Another presentation that opened April 5 at London’s popular Victoria and Albert historical center of old fortunes plundered from Ethiopia has resuscitated civil argument about where such curios ought to live, featuring the strains in putting Western colonialism in Africa and the past to rest.
The exhibit comprises 20 royal and religious artifacts plundered during the Battle of Maqdala in 1868, when a British force laid siege to the mountain fortress of Ethiopian Emperor Tewodros.
“We have both a growing opportunity and growing responsibility to use the potential of digital to increase access for people across the world to the intellectual heritage that we safeguard.” — Luisa Mengoni, head of Asian and African collections at the British Library
After their victory, the British force was at liberty to take what it wanted. The scale of the treasures stolen by the army isn’t widely known–inside the British Library are hundreds of beautiful Ethiopian manuscripts taken too.
While the argument for returning such artifacts appears strong, and perhaps obvious to most, legal issues surrounding a museum’s responsibility as a global custodian, as well as how best to make items available to the public, make the matter more nuanced than it seems.
“Museums have a global responsibility to better understand their collections, to more fully uncover the histories and the stories behind their objects, and to reveal the people and societies that shaped their journeys,” says Tristram Hunt, the Victoria and Albert museum’s director. “To this end, we want to better reflect on the history of these artifacts in our collection – tracing their origins and then confronting the difficult and complex issues which arise.”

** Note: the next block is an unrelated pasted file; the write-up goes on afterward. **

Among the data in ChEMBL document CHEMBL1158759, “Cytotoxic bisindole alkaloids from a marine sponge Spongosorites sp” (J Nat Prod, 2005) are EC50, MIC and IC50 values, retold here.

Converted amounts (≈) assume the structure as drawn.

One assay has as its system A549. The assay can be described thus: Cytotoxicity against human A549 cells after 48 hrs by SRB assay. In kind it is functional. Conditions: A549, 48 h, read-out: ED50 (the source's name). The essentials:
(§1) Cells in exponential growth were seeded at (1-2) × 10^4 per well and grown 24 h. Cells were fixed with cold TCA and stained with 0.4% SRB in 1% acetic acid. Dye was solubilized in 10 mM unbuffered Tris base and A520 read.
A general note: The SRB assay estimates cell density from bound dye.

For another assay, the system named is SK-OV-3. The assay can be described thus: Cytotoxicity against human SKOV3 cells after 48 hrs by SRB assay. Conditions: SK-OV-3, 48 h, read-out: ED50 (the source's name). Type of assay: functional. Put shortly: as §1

The V&A website describes the museum’s collection of Ethiopian treasures as an “unsettling reminder of the imperial processes which enabled British museums to acquire the cultural assets of others.”
Hence efforts over the years by those like Richard Pankhurst, recognised as arguably the most prolific scholar in the field of Ethiopian studies, who helped found the Association for the Return of the Ethiopian Maqdala Treasures (AFROMET), and focused his efforts on the roughly 350 Maqdala manuscripts that ended up in the British Library.
“It is not widely known what happened,” said Pankhurst before his death in 2017. “The soldiers were able to pick the best of the best that Ethiopia had to offer. Most Ethiopians have never seen manuscripts of that quality.”
Tewodros had the country scoured for the finest manuscripts and collected in Maqdala for a grand church and library he planned to build.
“They are so lavish as they were made for kings,” says Ilana Tahan, lead curator of Hebrew and Christian Orient studies at the British Library, whose staff take their duties of guardianship as seriously as those trying to get the manuscripts returned to Ethiopia.
“It’s true that the level of care and quality in Briton is much better than ours, but if you come to the Institute of Ethiopian Studies where we have a few Maqdala items previously returned you can see how well they are kept and made available to the public,” says Andreas Eshete, a former president of Addis Ababa University–which houses the institute–and another AFROMET co-founder. “These manuscripts are among the best in the world and one of the oldest examples of indigenous manuscripts in Africa, and they need to be studied carefully by historians here.”
Tewodros had actually admired Britain, even hoping they would help develop his country. But a perceived snub when Queen Victoria didn’t reply to a letter of his, led to him imprisoning a small group of British diplomats, resulting in General Robert Napier mounting a rescue mission with a force of 32,000.
On Easter Monday, 13 April 1868, with the British victorious in the valleys surrounding his mountaintop redoubt Maqdala and about to launch a final assault, Tewodros bit down on a pistol–a previous present from Queen Victoria–and pulled the trigger.